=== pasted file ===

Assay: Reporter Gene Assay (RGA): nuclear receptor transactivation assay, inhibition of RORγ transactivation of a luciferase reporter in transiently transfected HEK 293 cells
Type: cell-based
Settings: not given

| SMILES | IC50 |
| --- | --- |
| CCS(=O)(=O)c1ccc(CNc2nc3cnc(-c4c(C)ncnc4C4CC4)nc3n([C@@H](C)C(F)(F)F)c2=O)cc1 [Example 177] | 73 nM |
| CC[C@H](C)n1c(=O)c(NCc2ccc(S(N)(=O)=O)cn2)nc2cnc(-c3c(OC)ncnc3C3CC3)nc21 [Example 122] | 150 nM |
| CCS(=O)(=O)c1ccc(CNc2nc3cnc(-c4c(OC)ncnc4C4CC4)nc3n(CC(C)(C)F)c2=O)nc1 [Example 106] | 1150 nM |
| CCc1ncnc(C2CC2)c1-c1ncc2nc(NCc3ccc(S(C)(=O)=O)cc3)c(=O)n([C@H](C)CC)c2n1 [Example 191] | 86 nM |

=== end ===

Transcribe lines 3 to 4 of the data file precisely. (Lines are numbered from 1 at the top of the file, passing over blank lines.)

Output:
Settings: not given

| SMILES | IC50 |